• “As I said, there were people foaming at the mouth where we were in front of the Ministry of Trade and Industry. That half of the roadway was absolute hell. But on the other side, people were walking to work as usual… It was as if we were a world apart. Nobody stopped. They all thought: ‘Nothing to do with me.’” (page 17)
  • “With society the way it is, everyone just chasing after money, I can sort of understand how young people might be attracted to something more spiritual like religion. Not that I am myself.” (page 54)
  • “Since the war ended, Japan’s economy has grown rapidly to the point where we’ve lost any sense of crisis and material things are all that matters. The idea that it’s wrong to harm others has gradually disappeared.” (page 65)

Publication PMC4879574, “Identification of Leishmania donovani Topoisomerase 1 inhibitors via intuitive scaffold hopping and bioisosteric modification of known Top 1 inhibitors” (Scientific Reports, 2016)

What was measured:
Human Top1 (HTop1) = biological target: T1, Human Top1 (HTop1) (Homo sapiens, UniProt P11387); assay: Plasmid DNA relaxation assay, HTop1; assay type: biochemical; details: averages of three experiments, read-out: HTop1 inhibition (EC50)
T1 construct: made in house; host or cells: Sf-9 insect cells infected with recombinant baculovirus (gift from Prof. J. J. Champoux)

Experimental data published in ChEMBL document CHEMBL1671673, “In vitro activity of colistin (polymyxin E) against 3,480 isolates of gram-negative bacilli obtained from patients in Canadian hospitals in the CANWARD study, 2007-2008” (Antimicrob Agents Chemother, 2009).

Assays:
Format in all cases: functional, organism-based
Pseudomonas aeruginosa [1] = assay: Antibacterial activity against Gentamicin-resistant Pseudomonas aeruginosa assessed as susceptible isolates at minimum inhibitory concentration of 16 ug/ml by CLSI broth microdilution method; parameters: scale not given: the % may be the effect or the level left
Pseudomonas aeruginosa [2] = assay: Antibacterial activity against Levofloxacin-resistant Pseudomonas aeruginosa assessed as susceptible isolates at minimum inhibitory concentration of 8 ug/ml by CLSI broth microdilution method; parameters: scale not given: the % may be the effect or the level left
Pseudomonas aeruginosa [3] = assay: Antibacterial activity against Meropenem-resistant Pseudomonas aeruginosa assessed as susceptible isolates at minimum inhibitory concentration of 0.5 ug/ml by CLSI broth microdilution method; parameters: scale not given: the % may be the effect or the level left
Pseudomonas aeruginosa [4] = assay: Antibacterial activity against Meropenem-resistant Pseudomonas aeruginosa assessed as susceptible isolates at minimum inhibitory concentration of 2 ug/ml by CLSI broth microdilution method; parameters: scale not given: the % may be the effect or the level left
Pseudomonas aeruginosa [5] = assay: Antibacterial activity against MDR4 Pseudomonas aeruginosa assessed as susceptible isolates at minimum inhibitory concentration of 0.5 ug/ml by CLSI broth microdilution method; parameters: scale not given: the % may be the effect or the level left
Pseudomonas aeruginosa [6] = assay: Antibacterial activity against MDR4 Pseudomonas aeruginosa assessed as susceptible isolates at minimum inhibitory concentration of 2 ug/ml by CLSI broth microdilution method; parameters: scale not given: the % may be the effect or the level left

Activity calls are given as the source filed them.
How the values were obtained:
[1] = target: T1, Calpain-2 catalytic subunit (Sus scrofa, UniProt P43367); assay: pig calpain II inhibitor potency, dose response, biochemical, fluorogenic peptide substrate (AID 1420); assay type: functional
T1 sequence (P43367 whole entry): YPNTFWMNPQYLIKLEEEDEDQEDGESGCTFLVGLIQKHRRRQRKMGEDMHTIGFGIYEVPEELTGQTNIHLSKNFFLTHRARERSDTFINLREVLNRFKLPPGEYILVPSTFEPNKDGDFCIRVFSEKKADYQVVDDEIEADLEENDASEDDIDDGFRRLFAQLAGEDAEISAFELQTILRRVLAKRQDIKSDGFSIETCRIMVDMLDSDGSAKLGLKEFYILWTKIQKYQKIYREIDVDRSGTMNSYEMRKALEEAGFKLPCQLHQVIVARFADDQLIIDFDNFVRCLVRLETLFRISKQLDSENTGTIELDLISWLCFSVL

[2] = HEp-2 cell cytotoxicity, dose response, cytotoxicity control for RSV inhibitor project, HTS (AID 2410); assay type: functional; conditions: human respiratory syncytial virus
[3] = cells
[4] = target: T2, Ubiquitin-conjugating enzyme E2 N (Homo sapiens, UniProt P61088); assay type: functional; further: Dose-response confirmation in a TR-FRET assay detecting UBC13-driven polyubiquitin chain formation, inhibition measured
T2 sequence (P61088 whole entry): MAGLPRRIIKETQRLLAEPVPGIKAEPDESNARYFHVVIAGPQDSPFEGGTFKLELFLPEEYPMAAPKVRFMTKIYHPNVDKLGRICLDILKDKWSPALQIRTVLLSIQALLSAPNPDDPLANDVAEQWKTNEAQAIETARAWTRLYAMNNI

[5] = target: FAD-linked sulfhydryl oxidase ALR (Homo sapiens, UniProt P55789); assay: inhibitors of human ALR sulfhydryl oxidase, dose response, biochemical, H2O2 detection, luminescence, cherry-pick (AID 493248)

• "It took a long time for the ambulances to come. Finally one did – I only saw that one… So, in the end, most people flagged down cabs and the drivers agreed to take them to the hospital.” (page 152)
  • “At the hospital, I saw some of the others who had helped me rescue people from Kodemmacho Station. Some were bedridden. We all inhaled sarin. I don’t want to keep quiet about this thing; keeping quiet is a bad Japanese habit. By now, I know everyone’s beginning to forget about this whole incident, but I absolutely do not want people to forget.” (page 169)